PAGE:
Platinum Age of Television

Day 22 of the #WingWritingChallenge is perfect for today! Or maybe this weekend. We were hurricaned in (yes, I invented that new form of the word, bite me, AutoCucumber) and had an opportunity to catch up on some of our television shows. More accurately, cable and Netflix shows, but we do watch them on a television … most of the time.

The first “Golden Age of Television” encompasses the advent of programming, news and serials, and ends in the 1960s. Obviously there were quality shows then: we met Lucy and Desi, among so many other icons that if I were to list them, well, we’d be here for a month. Again, I have things to do today.

The trend seems to be calling the next good era the Second, or even Third, Golden Age. I find that rather silly. There is no comparison with what passes the censors now compared to back then. That is why I went with “Platinum” in my title. The eras should be differentiated.

Jurassic Period certainly isn’t followed by the Second Jurassic, so hopefully you see my side of this. If not, well, I agree to disagree with respect.

Can you imagine the reaction of the Greatest Generation if a show like Sons of Anarchy or Nip/Tuck were to be aired in their prime time?  Yeah, my mental image of that was humorous.

My Companion and I watch several genres, but lately it’s been fantasy/sci-fi/mystery types. We’re big fans of Doctor Who (which actually may fall under the original Golden Age considering the first time it was introduced to viewers), Orphan Black, Game of Thrones, like that. We’ve been spending a lot of time in the Marvel Comics Universe, too, between the movies and assorted shows on Netflix.

I have to say, Netflix does one hell of a job. The shows are gritty, more real feeling with actual injuries remaining until the next day instead of a perfect looking celeb reading lines off like there is no backstory. We recently finished Luke Cage and are really looking forward to Iron Fist, to be followed by the Defenders.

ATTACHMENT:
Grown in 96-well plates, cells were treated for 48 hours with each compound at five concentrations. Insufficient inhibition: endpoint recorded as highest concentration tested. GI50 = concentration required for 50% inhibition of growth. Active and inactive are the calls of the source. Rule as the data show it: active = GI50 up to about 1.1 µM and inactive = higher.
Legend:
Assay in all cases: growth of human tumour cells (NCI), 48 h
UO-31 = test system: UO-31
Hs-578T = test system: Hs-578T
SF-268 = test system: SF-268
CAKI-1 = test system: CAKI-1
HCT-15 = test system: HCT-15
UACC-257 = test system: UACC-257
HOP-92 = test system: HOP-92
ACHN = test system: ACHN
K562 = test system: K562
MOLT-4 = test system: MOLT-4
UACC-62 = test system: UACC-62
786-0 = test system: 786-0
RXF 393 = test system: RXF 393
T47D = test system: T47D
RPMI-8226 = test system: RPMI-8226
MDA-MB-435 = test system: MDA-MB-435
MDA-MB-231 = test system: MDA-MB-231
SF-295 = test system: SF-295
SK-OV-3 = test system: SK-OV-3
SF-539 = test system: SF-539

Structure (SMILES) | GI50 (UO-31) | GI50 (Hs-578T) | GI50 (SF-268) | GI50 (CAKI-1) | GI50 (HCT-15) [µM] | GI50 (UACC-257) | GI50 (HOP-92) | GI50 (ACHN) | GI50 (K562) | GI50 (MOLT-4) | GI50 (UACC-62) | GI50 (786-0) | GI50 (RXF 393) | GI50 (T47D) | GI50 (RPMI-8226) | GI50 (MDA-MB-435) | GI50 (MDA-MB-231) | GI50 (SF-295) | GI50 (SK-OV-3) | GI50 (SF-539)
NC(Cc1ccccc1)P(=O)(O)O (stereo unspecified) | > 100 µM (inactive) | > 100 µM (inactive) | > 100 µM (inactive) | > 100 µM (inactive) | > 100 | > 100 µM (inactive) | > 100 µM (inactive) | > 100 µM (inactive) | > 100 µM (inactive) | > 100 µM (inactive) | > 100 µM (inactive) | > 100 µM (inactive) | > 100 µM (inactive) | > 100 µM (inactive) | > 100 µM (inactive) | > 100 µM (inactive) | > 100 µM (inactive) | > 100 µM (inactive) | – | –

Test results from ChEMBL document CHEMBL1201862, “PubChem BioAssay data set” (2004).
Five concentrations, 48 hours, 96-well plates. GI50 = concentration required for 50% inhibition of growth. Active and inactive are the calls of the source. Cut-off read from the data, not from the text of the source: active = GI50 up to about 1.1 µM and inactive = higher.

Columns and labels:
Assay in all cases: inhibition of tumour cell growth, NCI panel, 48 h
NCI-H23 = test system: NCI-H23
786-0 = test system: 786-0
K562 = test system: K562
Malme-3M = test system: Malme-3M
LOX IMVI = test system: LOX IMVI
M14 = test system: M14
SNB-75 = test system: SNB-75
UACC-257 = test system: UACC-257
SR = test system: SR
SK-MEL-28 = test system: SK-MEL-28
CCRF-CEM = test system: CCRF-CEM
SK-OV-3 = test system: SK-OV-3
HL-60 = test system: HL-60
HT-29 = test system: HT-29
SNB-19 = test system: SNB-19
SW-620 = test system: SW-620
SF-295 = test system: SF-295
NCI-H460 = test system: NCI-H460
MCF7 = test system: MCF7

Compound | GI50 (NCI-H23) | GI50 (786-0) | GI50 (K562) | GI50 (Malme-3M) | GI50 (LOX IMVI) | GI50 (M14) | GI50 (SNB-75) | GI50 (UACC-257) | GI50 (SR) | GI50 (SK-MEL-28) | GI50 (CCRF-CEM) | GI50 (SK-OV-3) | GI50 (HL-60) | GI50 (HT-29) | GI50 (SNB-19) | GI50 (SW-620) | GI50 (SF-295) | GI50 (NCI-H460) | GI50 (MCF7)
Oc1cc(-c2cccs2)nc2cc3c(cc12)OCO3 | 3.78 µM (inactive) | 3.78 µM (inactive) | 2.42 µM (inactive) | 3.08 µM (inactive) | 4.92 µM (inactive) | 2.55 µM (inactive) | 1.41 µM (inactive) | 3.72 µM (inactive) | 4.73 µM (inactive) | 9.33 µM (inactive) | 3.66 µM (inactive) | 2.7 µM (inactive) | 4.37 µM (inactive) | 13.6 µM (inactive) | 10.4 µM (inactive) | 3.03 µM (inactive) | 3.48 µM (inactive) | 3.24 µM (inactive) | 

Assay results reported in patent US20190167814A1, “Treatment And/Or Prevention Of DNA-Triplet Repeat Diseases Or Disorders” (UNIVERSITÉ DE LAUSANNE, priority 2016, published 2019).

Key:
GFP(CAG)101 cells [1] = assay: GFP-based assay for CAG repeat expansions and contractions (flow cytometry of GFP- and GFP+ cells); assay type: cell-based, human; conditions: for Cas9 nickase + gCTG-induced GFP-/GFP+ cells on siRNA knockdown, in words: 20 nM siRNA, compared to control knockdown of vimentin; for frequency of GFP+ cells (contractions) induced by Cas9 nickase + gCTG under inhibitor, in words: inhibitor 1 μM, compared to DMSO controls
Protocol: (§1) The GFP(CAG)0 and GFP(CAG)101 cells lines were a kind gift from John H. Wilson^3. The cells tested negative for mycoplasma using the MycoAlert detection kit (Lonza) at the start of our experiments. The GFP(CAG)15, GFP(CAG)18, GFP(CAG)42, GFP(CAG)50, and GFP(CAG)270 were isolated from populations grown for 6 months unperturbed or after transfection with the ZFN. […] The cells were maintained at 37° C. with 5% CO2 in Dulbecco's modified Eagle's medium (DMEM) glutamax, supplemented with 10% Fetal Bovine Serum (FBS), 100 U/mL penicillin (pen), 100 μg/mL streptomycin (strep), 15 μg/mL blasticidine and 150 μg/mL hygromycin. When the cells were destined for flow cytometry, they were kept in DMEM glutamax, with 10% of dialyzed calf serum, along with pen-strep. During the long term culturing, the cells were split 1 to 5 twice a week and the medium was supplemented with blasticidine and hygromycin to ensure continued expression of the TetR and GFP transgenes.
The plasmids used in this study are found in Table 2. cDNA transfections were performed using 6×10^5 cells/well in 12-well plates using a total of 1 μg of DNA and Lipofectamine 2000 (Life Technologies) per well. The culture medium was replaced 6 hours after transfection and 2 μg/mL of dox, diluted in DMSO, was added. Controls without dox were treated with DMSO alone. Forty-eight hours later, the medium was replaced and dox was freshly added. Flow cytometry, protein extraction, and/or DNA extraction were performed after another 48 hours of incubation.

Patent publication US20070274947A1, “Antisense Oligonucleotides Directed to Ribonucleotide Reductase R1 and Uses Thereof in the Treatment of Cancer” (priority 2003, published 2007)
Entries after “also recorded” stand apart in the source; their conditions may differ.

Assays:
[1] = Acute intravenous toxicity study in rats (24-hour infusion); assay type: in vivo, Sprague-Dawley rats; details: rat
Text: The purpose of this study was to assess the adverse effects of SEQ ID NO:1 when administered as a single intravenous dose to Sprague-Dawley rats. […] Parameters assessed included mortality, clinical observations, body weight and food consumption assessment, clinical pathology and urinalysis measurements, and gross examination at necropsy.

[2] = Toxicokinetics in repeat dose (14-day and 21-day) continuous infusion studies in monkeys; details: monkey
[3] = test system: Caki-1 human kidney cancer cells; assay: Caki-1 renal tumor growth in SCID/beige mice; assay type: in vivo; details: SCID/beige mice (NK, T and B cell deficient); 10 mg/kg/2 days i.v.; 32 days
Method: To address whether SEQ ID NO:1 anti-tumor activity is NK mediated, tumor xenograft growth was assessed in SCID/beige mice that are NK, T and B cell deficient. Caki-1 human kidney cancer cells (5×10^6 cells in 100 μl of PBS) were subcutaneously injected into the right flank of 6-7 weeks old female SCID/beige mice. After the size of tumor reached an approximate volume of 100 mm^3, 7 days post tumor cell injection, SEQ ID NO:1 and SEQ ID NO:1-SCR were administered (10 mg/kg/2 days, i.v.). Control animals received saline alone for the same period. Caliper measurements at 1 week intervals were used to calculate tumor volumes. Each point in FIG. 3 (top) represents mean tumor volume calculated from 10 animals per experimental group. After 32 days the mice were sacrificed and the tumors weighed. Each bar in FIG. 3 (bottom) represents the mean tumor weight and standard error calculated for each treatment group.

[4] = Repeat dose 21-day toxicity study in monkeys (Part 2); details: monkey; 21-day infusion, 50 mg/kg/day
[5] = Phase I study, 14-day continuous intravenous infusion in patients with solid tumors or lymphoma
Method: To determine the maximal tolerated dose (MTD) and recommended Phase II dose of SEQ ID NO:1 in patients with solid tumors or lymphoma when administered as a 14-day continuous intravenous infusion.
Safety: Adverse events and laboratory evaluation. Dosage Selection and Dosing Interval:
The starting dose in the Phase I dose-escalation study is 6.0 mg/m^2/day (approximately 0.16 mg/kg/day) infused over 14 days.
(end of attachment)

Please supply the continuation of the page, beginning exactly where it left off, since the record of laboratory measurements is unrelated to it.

My favorite in this genre is Jessica Jones. That may be due to David Tennant being involved. I loved him in Who, and he’s amazing in this series. If you haven’t seen it, I highly recommend checking it out.

My all time favorite series, however, is one I mentioned previously. Kurt Sutter’s Sons of Anarchy will reign supreme for quite a while.


Often called Shakespeare on Motorcycles, the show encompassed every human emotion and reaction possible. It was all believable. The twists, the turns, ultimately made sense.

What I found truly amazing is that when they ended it after the seventh season (which we’ve finally decided is the perfect length for dramas these days), there weren’t any loose ends left to be tied up, no story lines that contradicted themselves later on. And if one understood how Sutter’s mind worked towards the middle/end, one could have predicted how it would end.

There are many rumors of spin-offs. I know the Mayans are getting one and I’m looking forward to that. Another rumor of a prequel season that encompasses the Original Nine would be … somehow I don’t have the words.

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